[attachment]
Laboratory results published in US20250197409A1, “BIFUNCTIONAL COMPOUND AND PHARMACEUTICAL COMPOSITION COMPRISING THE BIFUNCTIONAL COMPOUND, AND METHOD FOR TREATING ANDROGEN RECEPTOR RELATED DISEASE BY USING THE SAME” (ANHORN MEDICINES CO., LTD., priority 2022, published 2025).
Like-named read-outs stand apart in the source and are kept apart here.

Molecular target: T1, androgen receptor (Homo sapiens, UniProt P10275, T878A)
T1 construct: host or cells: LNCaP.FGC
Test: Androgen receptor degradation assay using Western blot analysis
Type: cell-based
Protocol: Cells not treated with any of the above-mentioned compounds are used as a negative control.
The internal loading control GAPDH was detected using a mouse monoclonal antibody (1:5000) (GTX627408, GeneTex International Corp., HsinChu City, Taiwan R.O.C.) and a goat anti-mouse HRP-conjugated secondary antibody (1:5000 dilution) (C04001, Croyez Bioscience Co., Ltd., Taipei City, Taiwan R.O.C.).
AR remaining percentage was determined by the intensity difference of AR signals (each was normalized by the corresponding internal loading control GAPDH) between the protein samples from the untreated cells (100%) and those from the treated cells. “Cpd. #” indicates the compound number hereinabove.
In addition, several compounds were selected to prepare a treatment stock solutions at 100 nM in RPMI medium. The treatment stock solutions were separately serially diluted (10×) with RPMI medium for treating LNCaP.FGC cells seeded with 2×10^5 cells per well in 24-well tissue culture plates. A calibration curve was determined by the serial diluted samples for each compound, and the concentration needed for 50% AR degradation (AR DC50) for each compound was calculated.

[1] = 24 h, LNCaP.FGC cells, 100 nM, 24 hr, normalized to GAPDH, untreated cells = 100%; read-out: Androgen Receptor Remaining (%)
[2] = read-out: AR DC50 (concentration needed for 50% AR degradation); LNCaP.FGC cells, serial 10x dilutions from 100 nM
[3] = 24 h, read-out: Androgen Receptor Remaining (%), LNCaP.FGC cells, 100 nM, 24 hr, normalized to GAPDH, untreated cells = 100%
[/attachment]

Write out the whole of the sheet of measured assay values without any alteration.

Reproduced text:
Laboratory results published in US20250197409A1, “BIFUNCTIONAL COMPOUND AND PHARMACEUTICAL COMPOSITION COMPRISING THE BIFUNCTIONAL COMPOUND, AND METHOD FOR TREATING ANDROGEN RECEPTOR RELATED DISEASE BY USING THE SAME” (ANHORN MEDICINES CO., LTD., priority 2022, published 2025).
Like-named read-outs stand apart in the source and are kept apart here.

Molecular target: T1, androgen receptor (Homo sapiens, UniProt P10275, T878A)
T1 construct: host or cells: LNCaP.FGC
Test: Androgen receptor degradation assay using Western blot analysis
Type: cell-based
Protocol: Cells not treated with any of the above-mentioned compounds are used as a negative control.
The internal loading control GAPDH was detected using a mouse monoclonal antibody (1:5000) (GTX627408, GeneTex International Corp., HsinChu City, Taiwan R.O.C.) and a goat anti-mouse HRP-conjugated secondary antibody (1:5000 dilution) (C04001, Croyez Bioscience Co., Ltd., Taipei City, Taiwan R.O.C.).
AR remaining percentage was determined by the intensity difference of AR signals (each was normalized by the corresponding internal loading control GAPDH) between the protein samples from the untreated cells (100%) and those from the treated cells. “Cpd. #” indicates the compound number hereinabove.
In addition, several compounds were selected to prepare a treatment stock solutions at 100 nM in RPMI medium. The treatment stock solutions were separately serially diluted (10×) with RPMI medium for treating LNCaP.FGC cells seeded with 2×10^5 cells per well in 24-well tissue culture plates. A calibration curve was determined by the serial diluted samples for each compound, and the concentration needed for 50% AR degradation (AR DC50) for each compound was calculated.

[1] = 24 h, LNCaP.FGC cells, 100 nM, 24 hr, normalized to GAPDH, untreated cells = 100%; read-out: Androgen Receptor Remaining (%)
[2] = read-out: AR DC50 (concentration needed for 50% AR degradation); LNCaP.FGC cells, serial 10x dilutions from 100 nM
[3] = 24 h, read-out: Androgen Receptor Remaining (%), LNCaP.FGC cells, 100 nM, 24 hr, normalized to GAPDH, untreated cells = 100%